Introducing a major literary voice. This beautiful, timely novel explores love between brothers, between an immigrant family stretched to breaking point and the senseless loss of lives cut short WINNER OF THE ROGERS WRITERS' TRUST FICTION PRIZE LONGLISTED FOR THE SCOTIABANK GILLER PRIZE We were losers and neighbourhood schemers. We were the children of the help, without futures. We were, none of us, what our parents wanted us to be. We were not what any other adults wanted us to be. We were nobodies, or else, somehow, a city. Michael and Francis are the bright, ambitious sons of Trinidadian immigrants. Coming of age in the outskirts of a sprawling city, the brothers battle against careless prejudices and low expectations. While Francis aspires to a future in music, Michael dreams of Aisha, the smartest girl in their school, whose eyes are firmly set on a life elsewhere. But one sweltering summer night the hopes of all three are violently, irrevocably cut short. In this timely and essential novel, David Chariandy builds a quietly devastating story about the love between a mother and her sons, the impact of race, masculinity and the senseless loss of young lives.
Introducing a major literary voice. This beautiful, timely novel explores love between brothers, between an immigrant family stretched to breaking point and the senseless loss of lives cut short
A brilliant, powerful elegy from a living brother to a lost one, yet pulsing with rhythm, and beating with life * Marlon James, Man Booker Prize-winning author of A Brief History of Seven Killings
I love this novel. Riveting, composed, charged with feeling, Brother surrounds us with music and aspiration, fidelity and beauty Madeleine Thien, author of Man Booker Prize-shortlisted novel Do Not Say We Have Nothing
A taut, highly visual, time-stopping story ... What Chariandy has created in this slim book is a language that can transcend the limits of words ... A book worth reading through an entire library to find Globe and Mail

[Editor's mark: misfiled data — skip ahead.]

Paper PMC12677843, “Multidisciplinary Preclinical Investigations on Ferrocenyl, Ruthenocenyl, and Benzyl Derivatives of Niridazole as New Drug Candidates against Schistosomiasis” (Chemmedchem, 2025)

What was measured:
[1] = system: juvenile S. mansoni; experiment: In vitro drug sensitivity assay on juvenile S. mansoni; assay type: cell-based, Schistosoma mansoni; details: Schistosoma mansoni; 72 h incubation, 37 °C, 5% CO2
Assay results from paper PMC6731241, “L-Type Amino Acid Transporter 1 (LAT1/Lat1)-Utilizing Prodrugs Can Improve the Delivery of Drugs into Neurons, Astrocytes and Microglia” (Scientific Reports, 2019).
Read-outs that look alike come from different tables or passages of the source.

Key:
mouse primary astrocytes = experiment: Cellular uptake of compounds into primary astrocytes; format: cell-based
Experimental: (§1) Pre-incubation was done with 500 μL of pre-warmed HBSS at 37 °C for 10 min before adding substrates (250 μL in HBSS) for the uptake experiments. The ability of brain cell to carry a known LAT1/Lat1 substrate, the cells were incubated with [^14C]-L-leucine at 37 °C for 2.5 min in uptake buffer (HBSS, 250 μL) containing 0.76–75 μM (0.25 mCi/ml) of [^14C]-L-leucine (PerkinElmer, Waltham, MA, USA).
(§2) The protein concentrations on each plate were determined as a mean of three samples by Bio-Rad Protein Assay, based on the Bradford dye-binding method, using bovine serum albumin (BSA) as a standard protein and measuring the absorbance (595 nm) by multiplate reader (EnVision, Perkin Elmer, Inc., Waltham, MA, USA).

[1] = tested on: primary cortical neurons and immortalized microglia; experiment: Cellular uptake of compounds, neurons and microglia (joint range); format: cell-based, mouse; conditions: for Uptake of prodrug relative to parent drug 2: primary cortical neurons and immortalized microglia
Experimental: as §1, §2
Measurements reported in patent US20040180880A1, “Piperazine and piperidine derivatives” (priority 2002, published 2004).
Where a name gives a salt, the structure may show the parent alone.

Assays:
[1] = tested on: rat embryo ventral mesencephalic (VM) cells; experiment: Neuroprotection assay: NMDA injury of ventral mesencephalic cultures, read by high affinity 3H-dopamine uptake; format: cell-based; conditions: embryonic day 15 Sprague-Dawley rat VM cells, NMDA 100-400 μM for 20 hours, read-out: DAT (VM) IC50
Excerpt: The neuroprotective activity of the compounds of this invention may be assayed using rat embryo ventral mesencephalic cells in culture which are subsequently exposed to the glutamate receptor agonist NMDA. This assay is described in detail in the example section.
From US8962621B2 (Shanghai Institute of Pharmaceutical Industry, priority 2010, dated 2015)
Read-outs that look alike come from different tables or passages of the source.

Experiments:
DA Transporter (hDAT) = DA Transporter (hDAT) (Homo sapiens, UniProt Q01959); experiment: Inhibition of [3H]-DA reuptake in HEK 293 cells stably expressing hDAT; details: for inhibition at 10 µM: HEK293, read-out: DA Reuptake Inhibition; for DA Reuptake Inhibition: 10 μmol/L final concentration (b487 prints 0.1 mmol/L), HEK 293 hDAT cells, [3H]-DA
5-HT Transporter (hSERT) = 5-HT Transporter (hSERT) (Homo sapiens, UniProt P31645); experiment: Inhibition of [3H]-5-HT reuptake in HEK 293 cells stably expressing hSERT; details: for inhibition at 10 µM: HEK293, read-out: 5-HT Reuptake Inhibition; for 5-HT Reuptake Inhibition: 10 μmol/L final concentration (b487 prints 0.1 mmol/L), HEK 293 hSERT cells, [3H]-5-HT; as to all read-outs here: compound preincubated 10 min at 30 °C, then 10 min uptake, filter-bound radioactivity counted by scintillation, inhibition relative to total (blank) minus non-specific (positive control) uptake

Mesmerizing. Poetic. Achingly Soulful. Brother is a pitch-perfect song of masculinity and tenderness, and of the ties of family and community – Lawrence Hill, author of The Book of Negroes
This powerful new novel will direct the focus of discourse around issues of race ... A must-read – Toronto Star * This novel's success resides in Michael's moving, pitch-perfect voice. A mesmerizing tale of a Caribbean family that suffers devastating loss in a harsh new land. It is Chariandy's bid to keep that history alive * Literary Review of Canada * Exploring universal themes of love between brothers as well as race, masculinity and the challenges faced by immigrant families, it promises to be an enthralling and timely read * Independent * Chariandy paints his characters with such clarity and sensitivity, it is impossible not to feel every disappointment and frustration with them. This is an evocative study of brotherhood, belonging, masculinity and race, powerful and believable enough to provoke sorrow and anger. I can't wait to see what the young Chariandy does next -- Best Upcoming Titles of 2018 * Big Issue * A moving story about the sons of Trinidadian immigrants to Canada -- Ten Debut Novels to Watch Out For * i * This is the second novel by the Toronto-born author who won critical acclaim for his debut, Soucouyant. A coming of age tale of sons of Trinidadian immigrants, this book shows the battle two brothers face against prejudice and low expectations in 1991 Scarborough, Ontario. David's debut won critical success and we're sure this one won't disappoint -- Best New Books by BME Authors * Metro * A bittersweet homage to the danger of hope and the awkwardness of grief * Quill & Quire * A raw and touching coming of age tale * Melan Mag *
David Chariandy grew up in Toronto and lives and teaches in Vancouver. His debut novel, Soucouyant, was nominated for nearly every major literary prize in Canada. It was shortlisted for the Governor General's Literary Award, won a Gold Independent Publisher Award for Best Novel and was longlisted for the Scotiabank Giller Prize. Brother, his second novel, was longlisted for the Scotiabank Giller Prize and won the Rogers Writers' Trust Fiction Prize.